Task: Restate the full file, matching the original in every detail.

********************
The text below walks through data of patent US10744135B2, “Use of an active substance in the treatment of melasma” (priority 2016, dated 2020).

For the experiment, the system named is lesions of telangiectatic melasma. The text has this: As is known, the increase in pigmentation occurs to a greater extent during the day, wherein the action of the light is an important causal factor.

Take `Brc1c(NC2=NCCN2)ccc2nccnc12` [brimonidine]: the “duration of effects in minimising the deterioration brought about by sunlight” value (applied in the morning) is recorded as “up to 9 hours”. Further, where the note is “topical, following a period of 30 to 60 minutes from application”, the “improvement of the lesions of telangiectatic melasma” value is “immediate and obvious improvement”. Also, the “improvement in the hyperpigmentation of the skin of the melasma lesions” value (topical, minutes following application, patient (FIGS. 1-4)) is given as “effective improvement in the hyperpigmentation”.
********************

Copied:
The text below walks through data of patent US10744135B2, “Use of an active substance in the treatment of melasma” (priority 2016, dated 2020).

For the experiment, the system named is lesions of telangiectatic melasma. The text has this: As is known, the increase in pigmentation occurs to a greater extent during the day, wherein the action of the light is an important causal factor.

Take `Brc1c(NC2=NCCN2)ccc2nccnc12` [brimonidine]: the “duration of effects in minimising the deterioration brought about by sunlight” value (applied in the morning) is recorded as “up to 9 hours”. Further, where the note is “topical, following a period of 30 to 60 minutes from application”, the “improvement of the lesions of telangiectatic melasma” value is “immediate and obvious improvement”. Also, the “improvement in the hyperpigmentation of the skin of the melasma lesions” value (topical, minutes following application, patient (FIGS. 1-4)) is given as “effective improvement in the hyperpigmentation”.